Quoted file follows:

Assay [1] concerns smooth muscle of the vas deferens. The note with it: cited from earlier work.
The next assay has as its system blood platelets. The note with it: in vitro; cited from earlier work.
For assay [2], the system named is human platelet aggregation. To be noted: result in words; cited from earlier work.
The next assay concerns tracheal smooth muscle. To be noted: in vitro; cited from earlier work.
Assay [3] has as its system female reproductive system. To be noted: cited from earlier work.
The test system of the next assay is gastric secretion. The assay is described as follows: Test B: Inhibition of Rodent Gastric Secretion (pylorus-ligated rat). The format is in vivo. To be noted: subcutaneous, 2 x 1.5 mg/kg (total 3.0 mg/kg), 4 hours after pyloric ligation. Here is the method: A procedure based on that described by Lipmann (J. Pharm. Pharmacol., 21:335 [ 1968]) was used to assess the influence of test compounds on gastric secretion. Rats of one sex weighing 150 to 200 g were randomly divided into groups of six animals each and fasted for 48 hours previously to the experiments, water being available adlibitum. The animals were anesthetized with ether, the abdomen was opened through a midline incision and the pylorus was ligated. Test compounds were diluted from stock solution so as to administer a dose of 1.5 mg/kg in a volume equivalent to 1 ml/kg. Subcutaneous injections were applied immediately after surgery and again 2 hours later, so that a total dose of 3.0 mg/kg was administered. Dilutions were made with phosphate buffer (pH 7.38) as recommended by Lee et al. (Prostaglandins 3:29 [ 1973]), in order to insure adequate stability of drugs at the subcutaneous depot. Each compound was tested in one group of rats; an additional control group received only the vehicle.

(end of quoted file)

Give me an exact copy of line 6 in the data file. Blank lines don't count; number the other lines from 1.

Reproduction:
The test system of the next assay is gastric secretion. The assay is described as follows: Test B: Inhibition of Rodent Gastric Secretion (pylorus-ligated rat). The format is in vivo. To be noted: subcutaneous, 2 x 1.5 mg/kg (total 3.0 mg/kg), 4 hours after pyloric ligation. Here is the method: A procedure based on that described by Lipmann (J. Pharm. Pharmacol., 21:335 [ 1968]) was used to assess the influence of test compounds on gastric secretion. Rats of one sex weighing 150 to 200 g were randomly divided into groups of six animals each and fasted for 48 hours previously to the experiments, water being available adlibitum. The animals were anesthetized with ether, the abdomen was opened through a midline incision and the pylorus was ligated. Test compounds were diluted from stock solution so as to administer a dose of 1.5 mg/kg in a volume equivalent to 1 ml/kg. Subcutaneous injections were applied immediately after surgery and again 2 hours later, so that a total dose of 3.0 mg/kg was administered. Dilutions were made with phosphate buffer (pH 7.38) as recommended by Lee et al. (Prostaglandins 3:29 [ 1973]), in order to insure adequate stability of drugs at the subcutaneous depot. Each compound was tested in one group of rats; an additional control group received only the vehicle.